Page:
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Tougher scrutiny for complementary medicine

By Nigel Praities

Providers of complementary medicine will have their quality assessed for the first time after the launch of a nationwide regulator.

The Complementary and Natural Healthcare Council will monitor professional standards and operate a voluntary register for practitioners, with massage therapists and nutritional therapists able to sign up from today and others following later in the year.

Those practitioners meeting their entry criteria will be issued with a kitemark, that the body hopes will reassure consumers about the quality of the service they are provided with.

Practitioners will be audited by the regulator to ensure they have a certain level of competence in their discipline – including a recognised professional qualification or the equivalent – and will be struck off the register if they do not adhere to their code of conduct.

Maggie Dunn, co-chair of the CNHC, said she wanted to see GPs advising their patients to look for their ‘tick-box' kitemark before choosing a complementary therapist.

‘As the public recognise our tick it will become like a kite-mark or corgi-registered, or ABTA-bonded for the travel industry. People will recognise this is a sign of quality and they will be able to go on the website and see if practitioners are registered.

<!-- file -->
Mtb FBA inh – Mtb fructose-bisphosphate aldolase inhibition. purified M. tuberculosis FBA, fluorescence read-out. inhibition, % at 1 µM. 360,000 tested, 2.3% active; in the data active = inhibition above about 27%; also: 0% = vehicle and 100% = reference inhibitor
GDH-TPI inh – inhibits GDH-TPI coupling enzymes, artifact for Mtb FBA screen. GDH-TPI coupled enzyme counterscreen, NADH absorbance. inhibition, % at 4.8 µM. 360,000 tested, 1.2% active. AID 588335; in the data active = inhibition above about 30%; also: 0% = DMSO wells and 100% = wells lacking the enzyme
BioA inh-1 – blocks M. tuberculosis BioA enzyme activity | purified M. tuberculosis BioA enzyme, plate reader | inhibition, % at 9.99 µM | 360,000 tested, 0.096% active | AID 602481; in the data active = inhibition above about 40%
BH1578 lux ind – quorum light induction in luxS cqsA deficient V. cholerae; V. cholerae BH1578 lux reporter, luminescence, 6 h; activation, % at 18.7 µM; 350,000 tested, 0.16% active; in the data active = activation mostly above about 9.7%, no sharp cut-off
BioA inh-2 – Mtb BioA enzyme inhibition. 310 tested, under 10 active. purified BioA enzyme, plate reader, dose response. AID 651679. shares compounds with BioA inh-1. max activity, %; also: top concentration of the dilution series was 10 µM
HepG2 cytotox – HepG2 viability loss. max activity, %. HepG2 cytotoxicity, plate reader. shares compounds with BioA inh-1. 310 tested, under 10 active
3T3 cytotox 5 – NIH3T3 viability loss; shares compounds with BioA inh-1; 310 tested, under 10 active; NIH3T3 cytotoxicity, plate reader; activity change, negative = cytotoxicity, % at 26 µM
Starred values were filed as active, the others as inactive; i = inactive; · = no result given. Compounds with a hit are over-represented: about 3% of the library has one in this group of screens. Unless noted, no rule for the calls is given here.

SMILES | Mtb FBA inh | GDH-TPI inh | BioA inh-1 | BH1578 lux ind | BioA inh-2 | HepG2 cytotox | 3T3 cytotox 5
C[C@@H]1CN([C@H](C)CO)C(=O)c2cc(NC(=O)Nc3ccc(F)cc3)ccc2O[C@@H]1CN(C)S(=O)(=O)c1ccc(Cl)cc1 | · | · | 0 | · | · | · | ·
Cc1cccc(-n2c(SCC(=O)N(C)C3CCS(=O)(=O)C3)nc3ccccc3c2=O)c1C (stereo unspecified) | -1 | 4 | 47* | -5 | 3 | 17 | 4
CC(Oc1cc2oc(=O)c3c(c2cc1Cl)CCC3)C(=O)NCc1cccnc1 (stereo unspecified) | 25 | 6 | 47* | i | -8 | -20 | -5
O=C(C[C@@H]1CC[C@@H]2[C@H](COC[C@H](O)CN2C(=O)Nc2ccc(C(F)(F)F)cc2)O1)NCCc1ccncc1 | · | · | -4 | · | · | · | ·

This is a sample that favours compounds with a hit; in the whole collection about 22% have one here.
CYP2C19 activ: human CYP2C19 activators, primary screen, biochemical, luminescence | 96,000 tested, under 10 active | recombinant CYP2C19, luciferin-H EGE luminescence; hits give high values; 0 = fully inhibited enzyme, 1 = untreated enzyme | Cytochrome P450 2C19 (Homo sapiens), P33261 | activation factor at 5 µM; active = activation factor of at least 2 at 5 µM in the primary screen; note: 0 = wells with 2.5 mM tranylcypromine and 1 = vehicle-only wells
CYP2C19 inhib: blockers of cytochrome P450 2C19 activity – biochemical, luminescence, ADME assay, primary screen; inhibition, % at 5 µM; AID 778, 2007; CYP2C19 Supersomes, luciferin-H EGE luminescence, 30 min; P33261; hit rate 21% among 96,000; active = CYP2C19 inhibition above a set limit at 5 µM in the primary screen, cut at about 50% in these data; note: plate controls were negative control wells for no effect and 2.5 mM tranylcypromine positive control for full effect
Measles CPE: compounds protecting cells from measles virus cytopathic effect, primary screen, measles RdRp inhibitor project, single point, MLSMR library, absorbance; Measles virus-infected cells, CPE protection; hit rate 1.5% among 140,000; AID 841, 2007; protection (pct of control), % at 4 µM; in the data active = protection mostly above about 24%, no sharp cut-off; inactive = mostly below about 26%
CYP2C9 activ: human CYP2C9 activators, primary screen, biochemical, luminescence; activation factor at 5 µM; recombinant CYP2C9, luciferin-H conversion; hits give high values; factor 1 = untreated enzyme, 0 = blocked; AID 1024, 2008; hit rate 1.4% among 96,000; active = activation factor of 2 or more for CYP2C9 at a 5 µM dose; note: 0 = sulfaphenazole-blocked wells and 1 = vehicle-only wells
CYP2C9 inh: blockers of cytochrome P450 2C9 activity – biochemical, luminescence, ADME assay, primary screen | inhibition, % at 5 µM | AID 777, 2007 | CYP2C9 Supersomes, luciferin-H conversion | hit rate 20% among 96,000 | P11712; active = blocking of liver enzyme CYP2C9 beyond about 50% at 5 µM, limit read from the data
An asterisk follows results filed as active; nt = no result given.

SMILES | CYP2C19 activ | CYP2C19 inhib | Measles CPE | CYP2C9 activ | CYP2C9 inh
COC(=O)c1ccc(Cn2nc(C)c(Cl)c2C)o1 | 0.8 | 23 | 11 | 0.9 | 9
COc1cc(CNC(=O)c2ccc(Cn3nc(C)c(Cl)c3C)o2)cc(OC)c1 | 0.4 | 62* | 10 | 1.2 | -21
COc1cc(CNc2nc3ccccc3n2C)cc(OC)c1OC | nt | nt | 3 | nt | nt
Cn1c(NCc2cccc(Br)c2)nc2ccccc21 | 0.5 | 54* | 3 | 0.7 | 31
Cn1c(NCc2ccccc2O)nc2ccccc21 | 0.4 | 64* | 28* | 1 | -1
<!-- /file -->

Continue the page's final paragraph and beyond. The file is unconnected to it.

‘People will go out of business in the future if they are not registered with the CNHC,' she said.

Dr Michael Dixon, chair of the Prince's Foundation for Integrated Health and a GP in Cullompton, Devon, welcomed the move.

'Millions of people every year use one or more complementary therapies, often alongside conventional treatment. Yet there has been nowhere that the public could check the qualifications and standards of most complementary healthcare practitioners. That is not good for patient safety,' he said.

Health Minister Ben Bradshaw, said: ‘Public safety is paramount. Registration, whether voluntary or statutory, is about protecting patients, and I am pleased to see this important milestone in voluntary registration. People should always seek their GP's advice to ensure that any other therapy they use does not conflict with orthodox treatment.'

A new regulator means tougher scrutiny for complementary therapists

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